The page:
Measurable residual disease (previously known as “minimal residual disease”) refers to the small number of cancer cells that remain in the body after successfully completing anti-cancer treatment. Although unlikely, these cells have the potential to cause disease relapse.
To track and measure these cells in patients, oncology providers use measurable residual disease (MRD) testing. These tests can detect very small quantities of remaining malignant cells in a person that previous methods may have missed. While typical assays can detect malignant cells down to a level of approximately 1 in 100, MRD assays can detect cancerous cells down to 1 in 100,000 or even 1 in 1 million using next-generation sequencing or next-generation flow cytometry.
In oncology practice, MRD testing can be used to:
Though these tests are mainly used for blood cancers (e.g., leukemia, lymphoma, and multiple myeloma), its applicability to additional cancers is currently being studied.
MRD Testing in Chronic Lymphocytic Leukemia
Chronic lymphocytic leukemia is a type of cancer of the blood and bone marrow. The term "chronic" indicates that this type of leukemia typically progresses more slowly than others, and MRD for this disease refers to the number of leukemic cells that can be detected in peripheral blood or bone marrow after a patient completes treatment.
As new treatments like immunotherapies become more effective treating patients with chronic lymphocytic leukemia, patients’ MRD testing will often reveal no or only minimal residual disease in their peripheral blood or bone marrow specimens. These negligible amounts of cancer have shown to be indicative of longer progression-free survival and, in some cases, overall survival.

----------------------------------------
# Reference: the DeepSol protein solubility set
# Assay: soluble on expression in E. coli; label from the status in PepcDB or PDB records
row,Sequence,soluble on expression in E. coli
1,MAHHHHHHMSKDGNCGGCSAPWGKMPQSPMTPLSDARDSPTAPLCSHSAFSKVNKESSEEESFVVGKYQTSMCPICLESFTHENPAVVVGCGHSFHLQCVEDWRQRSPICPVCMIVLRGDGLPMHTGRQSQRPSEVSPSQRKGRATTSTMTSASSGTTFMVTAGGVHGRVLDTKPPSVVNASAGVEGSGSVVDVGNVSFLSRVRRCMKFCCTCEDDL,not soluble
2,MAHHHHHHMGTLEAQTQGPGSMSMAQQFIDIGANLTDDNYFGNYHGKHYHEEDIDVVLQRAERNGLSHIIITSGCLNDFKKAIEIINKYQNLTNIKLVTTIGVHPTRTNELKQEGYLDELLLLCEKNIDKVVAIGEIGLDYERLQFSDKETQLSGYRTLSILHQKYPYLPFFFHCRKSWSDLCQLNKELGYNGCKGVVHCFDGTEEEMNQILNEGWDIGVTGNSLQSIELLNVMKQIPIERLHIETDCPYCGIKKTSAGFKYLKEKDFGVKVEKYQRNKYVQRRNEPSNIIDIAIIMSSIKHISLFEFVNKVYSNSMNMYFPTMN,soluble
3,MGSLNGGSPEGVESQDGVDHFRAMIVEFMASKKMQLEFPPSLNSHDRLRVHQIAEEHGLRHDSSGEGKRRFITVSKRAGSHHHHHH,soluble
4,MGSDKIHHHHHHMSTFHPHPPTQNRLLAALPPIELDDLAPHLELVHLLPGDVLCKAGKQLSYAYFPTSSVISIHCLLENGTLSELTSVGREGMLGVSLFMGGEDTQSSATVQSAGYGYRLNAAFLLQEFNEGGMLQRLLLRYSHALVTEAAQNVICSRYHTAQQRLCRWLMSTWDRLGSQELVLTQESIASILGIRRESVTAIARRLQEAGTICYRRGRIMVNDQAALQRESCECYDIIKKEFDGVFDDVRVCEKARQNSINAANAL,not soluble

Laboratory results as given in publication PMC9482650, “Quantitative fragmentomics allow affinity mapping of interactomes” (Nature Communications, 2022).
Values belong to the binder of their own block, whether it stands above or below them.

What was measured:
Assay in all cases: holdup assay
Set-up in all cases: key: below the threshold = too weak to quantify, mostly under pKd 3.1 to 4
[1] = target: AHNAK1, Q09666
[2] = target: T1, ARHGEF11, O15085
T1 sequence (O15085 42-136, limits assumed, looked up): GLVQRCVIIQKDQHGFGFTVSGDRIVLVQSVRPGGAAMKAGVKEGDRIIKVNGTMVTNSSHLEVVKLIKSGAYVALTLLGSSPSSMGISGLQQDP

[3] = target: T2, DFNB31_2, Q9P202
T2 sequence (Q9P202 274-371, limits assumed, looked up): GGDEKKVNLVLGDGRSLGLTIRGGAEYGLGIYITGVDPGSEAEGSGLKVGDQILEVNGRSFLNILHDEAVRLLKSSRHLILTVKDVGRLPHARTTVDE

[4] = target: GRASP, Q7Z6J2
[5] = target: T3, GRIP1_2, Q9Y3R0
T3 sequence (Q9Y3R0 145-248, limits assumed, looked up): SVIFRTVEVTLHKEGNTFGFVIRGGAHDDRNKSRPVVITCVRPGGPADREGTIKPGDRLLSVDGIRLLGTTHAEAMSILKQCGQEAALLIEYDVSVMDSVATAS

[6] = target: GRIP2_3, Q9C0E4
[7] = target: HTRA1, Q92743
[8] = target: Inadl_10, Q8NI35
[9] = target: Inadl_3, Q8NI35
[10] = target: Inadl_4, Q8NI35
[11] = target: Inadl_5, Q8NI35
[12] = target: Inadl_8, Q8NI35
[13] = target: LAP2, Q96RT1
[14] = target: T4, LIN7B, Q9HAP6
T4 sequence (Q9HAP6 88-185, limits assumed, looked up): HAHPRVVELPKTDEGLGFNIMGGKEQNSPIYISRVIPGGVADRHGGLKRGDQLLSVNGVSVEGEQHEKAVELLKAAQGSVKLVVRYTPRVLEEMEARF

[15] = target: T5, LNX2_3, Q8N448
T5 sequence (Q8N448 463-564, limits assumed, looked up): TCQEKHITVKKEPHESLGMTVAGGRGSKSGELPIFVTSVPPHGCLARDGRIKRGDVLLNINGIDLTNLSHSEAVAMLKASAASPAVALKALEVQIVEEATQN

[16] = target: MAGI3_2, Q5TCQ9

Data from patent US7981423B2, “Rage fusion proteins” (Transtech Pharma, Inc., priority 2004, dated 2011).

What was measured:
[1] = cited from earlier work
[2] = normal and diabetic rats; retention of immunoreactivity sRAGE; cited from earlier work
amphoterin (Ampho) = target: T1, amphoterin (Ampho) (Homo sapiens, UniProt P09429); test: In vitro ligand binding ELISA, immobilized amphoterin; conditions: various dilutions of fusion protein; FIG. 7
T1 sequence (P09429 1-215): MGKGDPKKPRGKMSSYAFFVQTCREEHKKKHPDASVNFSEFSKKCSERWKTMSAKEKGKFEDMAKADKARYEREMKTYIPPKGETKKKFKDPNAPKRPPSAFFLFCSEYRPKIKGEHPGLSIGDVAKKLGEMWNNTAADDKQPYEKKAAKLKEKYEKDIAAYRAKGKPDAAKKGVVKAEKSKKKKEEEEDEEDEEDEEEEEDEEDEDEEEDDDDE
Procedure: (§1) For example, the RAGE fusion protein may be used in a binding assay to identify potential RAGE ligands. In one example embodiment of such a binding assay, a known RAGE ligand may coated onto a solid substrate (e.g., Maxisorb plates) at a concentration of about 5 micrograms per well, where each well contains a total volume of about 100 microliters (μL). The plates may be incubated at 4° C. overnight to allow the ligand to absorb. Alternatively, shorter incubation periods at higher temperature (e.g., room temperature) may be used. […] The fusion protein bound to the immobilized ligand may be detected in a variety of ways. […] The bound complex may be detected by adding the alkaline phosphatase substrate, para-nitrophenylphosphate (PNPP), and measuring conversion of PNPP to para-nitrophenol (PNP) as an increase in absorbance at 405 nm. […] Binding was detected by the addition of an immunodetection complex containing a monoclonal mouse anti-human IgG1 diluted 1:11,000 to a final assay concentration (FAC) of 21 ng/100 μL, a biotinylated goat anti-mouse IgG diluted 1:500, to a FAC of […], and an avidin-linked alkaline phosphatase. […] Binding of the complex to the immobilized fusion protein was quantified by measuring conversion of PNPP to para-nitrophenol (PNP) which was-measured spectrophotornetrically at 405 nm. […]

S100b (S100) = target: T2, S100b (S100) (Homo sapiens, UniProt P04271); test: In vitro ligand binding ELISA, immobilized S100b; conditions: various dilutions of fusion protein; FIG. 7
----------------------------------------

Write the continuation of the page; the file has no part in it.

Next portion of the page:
These developments have led to an emerging need for sensitive methods to quantify residual disease in patients after chemotherapy or bone marrow surgery. And there is growing interest in using MRD testing as a more effective prognostic biomarker for chronic lymphocytic leukemia and other cancers.
MRD Testing in Multiple Myeloma
The efficacy of new multiple myeloma treatments is demonstrated through the large numbers of patients who are now achieving complete remission and extended periods free of progression. Given that multiple myeloma is an incurable disease with relapses that can eventually lead to death, being able to accurately determine the exact amount of MRD in a patient’s body after treatment is essential.
Knowing the amount of residual disease in a patient can help guide treatment decisions and predict the likelihood of relapse. Due to this testing’s effectiveness, MRD is now the most reliable marker of treatment response and subsequent prognostication of patients with multiple myeloma.
Testing for measurable residual disease can shape treatment choices and patient management to achieve better outcomes. Unfortunately, routine MRD testing among patients varies considerably, despite updated recommendations demonstrating the prognostic significance of this testing. Insurance coverage also varies; it is difficult for under-insured and uninsured patients to access this pricey testing.
To help expand the use of MRD testing, it is essential for members of the multidisciplinary cancer care team—from oncologists to nurses and social workers—to better understand the purpose, use, and significance of this testing in all cancer treatment settings, including community-based practices.
MRD testing has the potential to become a reliable marker of treatment response for patients with multiple myeloma and chronic lymphocytic leukemia upon full integration into clinical practice. ACCC’s CANCER BUZZ podcast features two guests who discuss the benefits of MRD testing for these specific patient populations, the importance of training multidisciplinary care teams, and the promise of MRD testing to improve patient outcomes as its adoption continues to grow.
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